The Ulster Unionist Party (UUP) would like to be the purveyor of this brand of Unionism. Leader Steve Aiken recently resigned and was replaced with Doug Beattie. He is trying to rebrand the party as a modern, progressive Unionist party to counter the conservatism of the DUP. However, the party has been in decline for years. It has a public perception of being a weak cousin of the DUP headed up by middle-aged conservative men. Shifting this image will be difficult. The DUP take up a huge amount of oxygen in the press. This makes it very difficult for others to break through. No matter how good their policies are, the UUP must break through the DUP noise and start making the positive case for the Union.
Returning to Violence
Possibly the biggest hurdle to a United Ireland is the threat of a return of violence. The mere memory of the Troubles prevents many older voters from ever voting for a United Ireland. The recent riots, thought to be orchestrated by Loyalist paramilitaries, have given a wake up call to what could happen in the event of a border poll. There have already been more threats of violence over the summer due to Loyalist grievances over the Northern Ireland Protocol. The most effective way of preventing a United Ireland is probably for Loyalist paramilitaries to cause more havoc. By doing this they scare people away from voting to reunify.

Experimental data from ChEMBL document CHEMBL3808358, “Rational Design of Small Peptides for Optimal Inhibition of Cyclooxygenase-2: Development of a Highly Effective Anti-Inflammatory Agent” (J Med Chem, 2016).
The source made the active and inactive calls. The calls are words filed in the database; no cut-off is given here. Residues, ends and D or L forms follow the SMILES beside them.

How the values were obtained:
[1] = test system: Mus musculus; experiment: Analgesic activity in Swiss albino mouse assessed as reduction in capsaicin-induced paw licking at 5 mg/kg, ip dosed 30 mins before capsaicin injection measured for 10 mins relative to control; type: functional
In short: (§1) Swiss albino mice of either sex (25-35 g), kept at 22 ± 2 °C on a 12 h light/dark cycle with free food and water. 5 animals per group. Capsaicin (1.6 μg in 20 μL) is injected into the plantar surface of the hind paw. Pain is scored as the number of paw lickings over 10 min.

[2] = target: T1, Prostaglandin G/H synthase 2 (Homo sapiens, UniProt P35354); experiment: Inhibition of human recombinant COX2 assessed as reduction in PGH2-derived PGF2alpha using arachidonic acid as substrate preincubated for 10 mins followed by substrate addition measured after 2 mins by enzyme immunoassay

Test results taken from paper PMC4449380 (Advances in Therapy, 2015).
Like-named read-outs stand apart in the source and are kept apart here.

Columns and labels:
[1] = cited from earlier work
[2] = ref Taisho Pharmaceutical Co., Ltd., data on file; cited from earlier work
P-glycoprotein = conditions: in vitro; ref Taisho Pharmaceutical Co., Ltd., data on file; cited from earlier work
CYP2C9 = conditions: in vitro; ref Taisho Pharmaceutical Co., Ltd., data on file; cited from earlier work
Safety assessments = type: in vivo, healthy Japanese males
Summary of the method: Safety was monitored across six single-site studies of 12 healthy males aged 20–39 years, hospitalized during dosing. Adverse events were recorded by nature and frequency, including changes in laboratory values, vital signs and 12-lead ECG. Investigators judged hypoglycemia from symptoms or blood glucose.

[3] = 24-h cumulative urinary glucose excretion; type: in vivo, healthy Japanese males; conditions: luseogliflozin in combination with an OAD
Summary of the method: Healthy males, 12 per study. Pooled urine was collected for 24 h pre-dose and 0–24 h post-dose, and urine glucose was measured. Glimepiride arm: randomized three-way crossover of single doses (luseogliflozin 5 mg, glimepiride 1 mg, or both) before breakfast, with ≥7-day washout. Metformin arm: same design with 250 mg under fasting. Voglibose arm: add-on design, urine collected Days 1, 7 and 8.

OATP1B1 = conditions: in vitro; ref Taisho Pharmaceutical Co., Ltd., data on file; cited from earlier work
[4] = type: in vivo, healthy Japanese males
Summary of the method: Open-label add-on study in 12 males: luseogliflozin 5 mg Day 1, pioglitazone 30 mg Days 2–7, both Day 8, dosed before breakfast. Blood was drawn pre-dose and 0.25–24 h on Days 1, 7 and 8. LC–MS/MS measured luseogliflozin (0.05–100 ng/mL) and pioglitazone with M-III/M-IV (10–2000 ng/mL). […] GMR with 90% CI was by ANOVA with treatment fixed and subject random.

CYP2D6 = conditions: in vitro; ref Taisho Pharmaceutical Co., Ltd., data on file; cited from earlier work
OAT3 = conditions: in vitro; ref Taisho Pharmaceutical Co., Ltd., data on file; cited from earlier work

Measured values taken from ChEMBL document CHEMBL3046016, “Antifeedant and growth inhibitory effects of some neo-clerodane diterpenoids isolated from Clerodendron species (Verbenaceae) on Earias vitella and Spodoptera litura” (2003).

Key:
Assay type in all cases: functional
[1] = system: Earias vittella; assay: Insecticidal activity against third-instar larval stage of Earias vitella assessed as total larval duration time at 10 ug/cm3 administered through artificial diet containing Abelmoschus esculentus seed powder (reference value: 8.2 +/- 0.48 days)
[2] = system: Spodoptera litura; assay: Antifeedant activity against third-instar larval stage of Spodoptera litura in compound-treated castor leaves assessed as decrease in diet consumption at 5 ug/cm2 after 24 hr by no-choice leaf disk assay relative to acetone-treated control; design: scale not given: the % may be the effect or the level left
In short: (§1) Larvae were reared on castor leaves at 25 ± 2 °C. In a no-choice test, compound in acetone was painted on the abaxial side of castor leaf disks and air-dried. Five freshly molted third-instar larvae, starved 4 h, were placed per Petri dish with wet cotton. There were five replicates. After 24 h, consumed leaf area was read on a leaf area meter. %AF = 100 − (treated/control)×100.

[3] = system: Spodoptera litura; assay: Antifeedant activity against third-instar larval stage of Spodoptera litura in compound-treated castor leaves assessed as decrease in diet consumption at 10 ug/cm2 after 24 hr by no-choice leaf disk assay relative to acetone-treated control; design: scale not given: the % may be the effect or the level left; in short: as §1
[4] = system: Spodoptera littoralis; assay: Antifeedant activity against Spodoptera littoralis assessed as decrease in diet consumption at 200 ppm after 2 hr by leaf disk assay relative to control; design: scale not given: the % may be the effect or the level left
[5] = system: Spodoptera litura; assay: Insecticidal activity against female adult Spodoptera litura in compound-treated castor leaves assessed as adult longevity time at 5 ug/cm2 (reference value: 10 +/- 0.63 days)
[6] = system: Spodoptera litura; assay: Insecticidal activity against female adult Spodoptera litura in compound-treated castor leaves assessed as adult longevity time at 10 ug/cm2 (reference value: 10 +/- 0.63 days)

The Conservative Party
The current Conservative government is extremely unpopular in Northern Ireland. PM Boris Johnson received -56 and -44 approval ratings in the last two polls. Northern Ireland Secretary Brandon Lewis received -69 and -65. The only NI politician with comparably bad ratings is Edwin Poots. Successive Northern Ireland Secretaries have fallen flat on their faces. The one successful holder of the role, Julian Smith (who played big role in getting Stormont back up and running in 2020), was sacked after just eight months.
The perception is that they do not understand or care about Northern Ireland’s problems. It took five days of rioting in April before Lewis actually turned up in Belfast and Johnson commented. This would not be the case if the riots were in Manchester or London. The tactless talk of building a bridge from Scotland to Northern Ireland has been rubbished by most. Given the state of the NHS, schools and infrastructure amongst other things, the idea of dumping billions into a Boris vanity project is quite frankly insulting. The longer this government stays in power, the more people that get driven away from the Union.